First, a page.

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Re: & behaves differently

fritz-bayer@web.de said the following on 05/03/2006 12:33:
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Why would you be concerned about behaviour in out-of-range input  
conditions, as they're technically meaningless, and wouldn't be  
relied-upon except in the most bizarre situations?  What's more, if you  
did make your Perl function consistent with PHP behaviour, it would then  
be inconsistent with the rest of Perl's behaviour.

Anyway, I don't think the PHP behaviour Tim describes is consistent.  
For instance, try this in PHP:

    $a = 5543039444;
    $b = $a * 10000000000;

    echo $a . " => " . intval($a) . "\n";
    echo $b . " => " . intval($b) . "\n";

PHP is clearly not just converting the floats to fully-represented  
integers and retaining only the 32 LSBs.


Re: & behaves differently

Oli Filth wrote:
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Well, I guess the program I'm porting relies on this strange behaviour.
That's for sure. I did not write it. I'm just trying to port it. Could
it be that php ocde above will convert those numbers to unsigned ints
so that no overflow takes place?!

Re: & behaves differently

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Actually, you're seeing an artifact of the design of the x86 FPU here. With
any fewer zeros, your code will print a number.

I looked up the PHP code; it is doing a simple C cast to unsigned long, and
writing the equivalent C program gets the same result:

int main(void)
    double a = 5543039444;
    double b = a * 10000000000;
    printf( "%f %d\n", b, (unsigned long)b);
    return 0;

55430394439999996000.000000 0


The reason is that the mantissa in your example requires more than 64 bits,
which means it can no longer be represented exactly in an 80-bit FPU
register.  In that case, the "fist" instruction raises an exception and
returns the "most negative integer".  For an unsigned long, that is 0.
- Tim Roberts, timr@probo.com
  Providenza & Boekelheide, Inc.

Re: & behaves differently

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Now that you've actually posted your code, it's possible to (finally)  
understand something about the problem you're having.

First, I have to point out that whoever wrote this code did so under the  
assumption that $a would be a 32-bit integer and $b would be in the range 0  
to 31.  The constant 80000000 is equivalent to the comment "This function  
assumes $a is a 32-bit integer" (but see my note below).  And if that's the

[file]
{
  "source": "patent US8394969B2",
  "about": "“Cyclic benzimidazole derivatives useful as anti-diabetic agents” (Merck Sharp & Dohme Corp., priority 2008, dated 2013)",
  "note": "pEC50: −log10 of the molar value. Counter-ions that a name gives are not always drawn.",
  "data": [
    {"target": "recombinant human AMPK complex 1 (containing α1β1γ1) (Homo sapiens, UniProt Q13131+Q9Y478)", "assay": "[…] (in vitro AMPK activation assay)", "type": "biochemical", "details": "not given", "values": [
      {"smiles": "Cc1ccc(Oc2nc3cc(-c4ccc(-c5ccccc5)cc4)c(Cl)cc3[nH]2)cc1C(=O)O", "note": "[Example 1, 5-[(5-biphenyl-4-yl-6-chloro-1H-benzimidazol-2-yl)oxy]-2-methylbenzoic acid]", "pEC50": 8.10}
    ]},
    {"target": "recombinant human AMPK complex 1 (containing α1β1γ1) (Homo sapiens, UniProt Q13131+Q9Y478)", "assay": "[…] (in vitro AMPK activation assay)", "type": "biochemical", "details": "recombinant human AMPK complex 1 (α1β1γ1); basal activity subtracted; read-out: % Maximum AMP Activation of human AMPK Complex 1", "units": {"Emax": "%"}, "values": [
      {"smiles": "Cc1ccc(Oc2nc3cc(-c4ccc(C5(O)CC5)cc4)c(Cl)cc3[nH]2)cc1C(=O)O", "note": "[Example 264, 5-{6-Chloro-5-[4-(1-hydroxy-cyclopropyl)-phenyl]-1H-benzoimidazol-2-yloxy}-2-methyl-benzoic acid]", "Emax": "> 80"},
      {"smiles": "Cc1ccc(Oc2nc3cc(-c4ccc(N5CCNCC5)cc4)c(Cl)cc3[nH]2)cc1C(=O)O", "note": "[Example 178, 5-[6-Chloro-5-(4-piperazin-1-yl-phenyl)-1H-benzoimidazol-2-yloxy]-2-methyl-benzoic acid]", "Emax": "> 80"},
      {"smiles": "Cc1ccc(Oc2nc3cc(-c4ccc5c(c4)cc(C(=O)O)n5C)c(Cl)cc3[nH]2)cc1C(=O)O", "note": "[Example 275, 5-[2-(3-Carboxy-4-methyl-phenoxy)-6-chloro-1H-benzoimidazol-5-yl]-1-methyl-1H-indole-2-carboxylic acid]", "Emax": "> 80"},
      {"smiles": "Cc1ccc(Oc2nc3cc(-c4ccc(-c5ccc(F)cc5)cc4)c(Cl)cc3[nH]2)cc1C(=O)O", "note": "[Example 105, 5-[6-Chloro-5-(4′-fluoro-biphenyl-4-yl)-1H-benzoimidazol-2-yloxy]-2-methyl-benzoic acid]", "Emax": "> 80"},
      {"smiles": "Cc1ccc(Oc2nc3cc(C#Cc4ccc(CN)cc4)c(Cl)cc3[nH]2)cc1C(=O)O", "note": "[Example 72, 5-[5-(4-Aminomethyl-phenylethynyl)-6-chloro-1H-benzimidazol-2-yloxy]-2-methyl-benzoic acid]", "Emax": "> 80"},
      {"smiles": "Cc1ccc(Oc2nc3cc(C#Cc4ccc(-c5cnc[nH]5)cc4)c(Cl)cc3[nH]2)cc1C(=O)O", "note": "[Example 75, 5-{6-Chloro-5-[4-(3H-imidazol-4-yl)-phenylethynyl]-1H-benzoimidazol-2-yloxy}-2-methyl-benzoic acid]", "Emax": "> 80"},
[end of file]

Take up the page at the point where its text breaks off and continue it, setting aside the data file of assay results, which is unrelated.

case, then $b is in the range 0 to 31 (otherwise the behaviour is  

Moreover, the author assumes that on the machine executing this code ">>"  
might do sign bit propogation, but might not, and it might do sign bit  
extension, or might not.  Again, this is clear from the structure of the  
code ("$a |= 0x40000000" deals with sign bit propogation, "$a &= (~$z)"  
deals with sign bit extension).

But there are still puzzles in this code.  The expression "hexdec(80000000)"  
yields a floating point value in PHP (in modern PHP's--in older ones it's  
undefined).  As others have already pointed out, floating point has no  
business being used in a function like this!  This function was not written  
to use floating point.  The person who wrote it clearly assumed it was going  
to handle 32-bit integers.

The entire function would make PERFECT sense if the opening line were "$z =  
0x80000000"...is there any possibility that somebody changed it?

I cannot see where "overflow" comes into this function at all.  Nothing in  
it overflows.

Of course, PHP being PHP, you can pass whatever you want for $a and $b and  
the function will doubtless deliver some result, probably without issuing  
any error message.  This is one of the nice things, and one of the not nice  
things, about PHP.  But if your goal is to reproduce that out-of-bounds  
behaviour on some other machine, good luck.  Actually, bad luck, because it  
won't happen.

I don't know how PHP actually executes right shift (>>).  But if it uses the  
underlying hardware, which it might well do, be aware that when you  
"overshift" (shift by the word width or more, so 32 or more, in this case),  
most Intel chips do the shift modulo the word width, and most Motorola chips  
use the value you supplied.  So the expression $a >> 32 will typically give  
you $a on an Intel chip, and 0 on a Motorola chip.  Which is why you see  
people warning you (and pay attention to their warning) that shifting by the  
word width or more is UNDEFINED.  Attempting to port such code is going to  
bring you nothing but grief.

You need to take a deep breath, step back from this function, and examine  
the code that calls it.  Someplace the original author's assumptions are  
being violated.


Re: & behaves differently

Thanks Dana and thanks to rest of the people who responded.

I have debug both scripts an figured out that the program breaks, when
it's processing the values

a=5496229061, b=13

The php script returns 146638 and the perl script 524287. So also the
operation $a = ($a >> $b) yields different values in php and perl.

Or could it be, that php is smart enough to create a unsigned integer,
wheras perl does not and therefore an overflow occurs? Anyway here you
have the possibiliy of an overflow depending on how $a is handled.

Do you think >> differs in perl and php or is it an overflow problem?